How Harold Edgerton’s ‘Bullet through Apple’ made time stand still

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Written by Oscar Holland, CNN

In Snap, we look at the power of a single photo, telling stories about how modern and historical images were made.

Bursting with energy but still perfect, Harold “Doc” Edgerton’s 1964 image of a .30-caliber bullet tearing through an apple showed a moment that could not be seen in captivating detail. The scene took on a calm, sculpted beauty as the apple’s crumbling skin exploded against a deep blue background.

The picture is widely regarded as a work of art. More important to its creator, however, it was also a feat of electrical engineering. The longtime professor at the Massachusetts Institute of Technology (MIT) used it to illustrate a lecture, famously titled “How to make applesauce,” in which he explained the innovative flash technology that helped him take a picture.

Edgerton, who died in 1990 aged 86, is considered the father of high-speed photography. The camera shutter speed was too slow to capture a bullet flying at 2,800 feet per second, but his stroboscopic flashes – the precursor to today’s strobe lights – created bursts of light so brief that a photograph with a good time to raise in an otherwise dark room. , appeared as if time had stood still. The results were surprising and, often, misleading.

“We used to joke that it took a third of a microsecond (millionth of a second) to take the picture – and all morning to clean up,” recalled his former student and teaching assistant, J .Kim Vandiver, on a video call from Massachusetts.

The 1964 image has become one of the most famous photographs of the 20th century.

The 1964 image has become one of the most famous photographs of the 20th century. Credit: Harold Edgerton/MIT; courtesy of Palm Press

While early camera operators had experimented with pyrotechnic “flash powders” that combined metallic fuels and oxidizing agents to produce a brief, bright chemical reaction, Nebraska-born Edgerton invented flash which was much shorter and easier to control. His breakthrough was more a matter of physics than chemistry: After arriving at MIT in the 1920s, he developed a flashtube filled with xenon gas that would cause electricity to jump between two electrodes for a fraction of a second when under high voltage. .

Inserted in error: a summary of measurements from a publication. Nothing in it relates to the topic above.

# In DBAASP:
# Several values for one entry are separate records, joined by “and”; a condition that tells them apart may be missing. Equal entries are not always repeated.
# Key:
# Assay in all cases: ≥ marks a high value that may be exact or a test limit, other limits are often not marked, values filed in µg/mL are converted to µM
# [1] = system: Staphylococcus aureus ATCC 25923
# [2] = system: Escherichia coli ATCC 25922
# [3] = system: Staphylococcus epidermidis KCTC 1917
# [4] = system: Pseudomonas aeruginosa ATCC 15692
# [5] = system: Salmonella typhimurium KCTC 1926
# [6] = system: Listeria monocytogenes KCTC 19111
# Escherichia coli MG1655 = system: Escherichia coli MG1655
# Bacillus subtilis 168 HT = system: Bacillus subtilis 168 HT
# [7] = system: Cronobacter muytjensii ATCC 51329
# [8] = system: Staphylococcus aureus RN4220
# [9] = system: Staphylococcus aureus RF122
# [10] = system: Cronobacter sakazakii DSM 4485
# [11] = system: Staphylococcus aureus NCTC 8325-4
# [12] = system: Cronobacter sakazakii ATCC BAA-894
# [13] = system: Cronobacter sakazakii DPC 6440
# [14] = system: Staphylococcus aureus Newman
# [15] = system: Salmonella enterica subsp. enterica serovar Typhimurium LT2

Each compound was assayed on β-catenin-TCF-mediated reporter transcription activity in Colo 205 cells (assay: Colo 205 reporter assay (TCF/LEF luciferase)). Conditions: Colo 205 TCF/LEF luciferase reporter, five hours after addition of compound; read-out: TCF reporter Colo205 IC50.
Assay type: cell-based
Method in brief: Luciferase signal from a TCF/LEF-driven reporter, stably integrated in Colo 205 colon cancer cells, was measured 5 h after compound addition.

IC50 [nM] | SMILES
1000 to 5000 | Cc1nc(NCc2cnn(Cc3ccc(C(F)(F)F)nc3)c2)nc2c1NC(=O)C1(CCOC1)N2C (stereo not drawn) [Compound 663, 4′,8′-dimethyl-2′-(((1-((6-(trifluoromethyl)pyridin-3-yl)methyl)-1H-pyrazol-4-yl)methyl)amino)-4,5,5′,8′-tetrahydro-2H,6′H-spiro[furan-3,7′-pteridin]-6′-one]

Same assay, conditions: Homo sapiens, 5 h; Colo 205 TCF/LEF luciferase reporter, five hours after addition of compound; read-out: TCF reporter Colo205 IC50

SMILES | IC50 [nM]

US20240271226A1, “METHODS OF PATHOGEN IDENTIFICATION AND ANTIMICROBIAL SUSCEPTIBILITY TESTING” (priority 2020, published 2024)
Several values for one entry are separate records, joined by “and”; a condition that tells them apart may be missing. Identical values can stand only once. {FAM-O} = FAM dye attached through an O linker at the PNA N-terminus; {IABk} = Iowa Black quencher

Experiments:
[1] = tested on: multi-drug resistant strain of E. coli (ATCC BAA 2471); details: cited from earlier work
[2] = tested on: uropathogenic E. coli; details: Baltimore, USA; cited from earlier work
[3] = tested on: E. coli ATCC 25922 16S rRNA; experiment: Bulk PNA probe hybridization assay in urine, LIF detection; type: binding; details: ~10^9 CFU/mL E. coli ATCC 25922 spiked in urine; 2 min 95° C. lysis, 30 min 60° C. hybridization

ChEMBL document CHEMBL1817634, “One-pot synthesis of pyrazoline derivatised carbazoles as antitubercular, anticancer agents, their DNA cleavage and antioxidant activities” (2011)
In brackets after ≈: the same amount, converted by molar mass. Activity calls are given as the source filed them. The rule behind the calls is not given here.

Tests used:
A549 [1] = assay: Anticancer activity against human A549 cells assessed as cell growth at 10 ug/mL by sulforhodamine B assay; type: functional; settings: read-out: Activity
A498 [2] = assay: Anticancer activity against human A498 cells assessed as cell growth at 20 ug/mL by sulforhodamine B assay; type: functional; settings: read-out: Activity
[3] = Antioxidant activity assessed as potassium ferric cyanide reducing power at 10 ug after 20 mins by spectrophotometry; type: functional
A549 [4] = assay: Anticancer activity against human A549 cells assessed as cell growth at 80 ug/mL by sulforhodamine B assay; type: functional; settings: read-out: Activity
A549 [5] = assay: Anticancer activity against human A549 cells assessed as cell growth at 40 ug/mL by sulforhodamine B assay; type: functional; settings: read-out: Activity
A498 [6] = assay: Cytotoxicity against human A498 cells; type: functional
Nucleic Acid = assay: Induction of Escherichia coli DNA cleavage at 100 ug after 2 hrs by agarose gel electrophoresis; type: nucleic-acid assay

By the time he fired the shutter for the now famous apple photo, Edgerton had developed a microflash that used clear air instead of xenon. He also produced decades worth of famous photographs: hummingbirds in mid-flight, golf clubs hitting balls and even nuclear bomb explosions. (During World War II, Edgerton developed a special “rapatronic” – or rapid electronic – camera for the Atomic Energy Commission that could control the amount of light entering the camera during the explosion.)

However, it was his bullet photos from the 1960s that proved some of the most memorable. According to Vandiver, who still works at MIT as a professor of mechanical engineering, the challenge was not getting the flash out but turning off the camera at the right time. Human perception was too slow to take the picture by hand, so Edgerton used the sound of the bullet itself as inspiration.

“A microphone would be out of the picture, right below,” Vandiver said. “So when the shock wave from the bullet hit the microphone, the microphone would trip the flash and then you’d close the (together after that).”

Image making

Over the years, Edgerton and his students have rifled through objects including bananas, balloons and playing cards. For Vandiver, the reason the apple – along with the 1957 image of a splashing milk drop – became one of Edgerton’s signature images is, in part, its simplicity. “It captures your imagination… and you immediately understand what it is,” he said.
Another of Edgerton's famous photographs, taken in 1957, shows the crown-like spray created by drops of milk.

Another of Edgerton’s famous photographs, taken in 1957, shows the crown-like spray created by drops of milk. Credit: Harold Edgerton/MIT; courtesy of Palm Press

Another factor was at play: Edgerton’s artistic eye. The beauty of his images led to reprints in newspapers and magazines around the world, and more than 100 of his paintings are housed at the Smithsonian American Art Museum today. But Edgerton declined the additional title.

“Don’t make me out to be an artist,” he has said. “I’m an engineer. I’m after the truth, just the facts.”

Although Vandiver said “there is certainly an artistic legacy” to Edgerton’s visual experiments, which advanced the field of photography, his research also had a profound impact on science and industry. His hands-on approach lives on at MIT’s Edgerton Center, which was established in his honor in 1992. Vandiver, who is the center’s director, said all students are encouraged take shots of themselves.

“We still teach the course, and students still come up with weird things to take pictures of,” he said, recalling recent images of colored chalk and lipstick torn by bullets. “The apples are tired now.”

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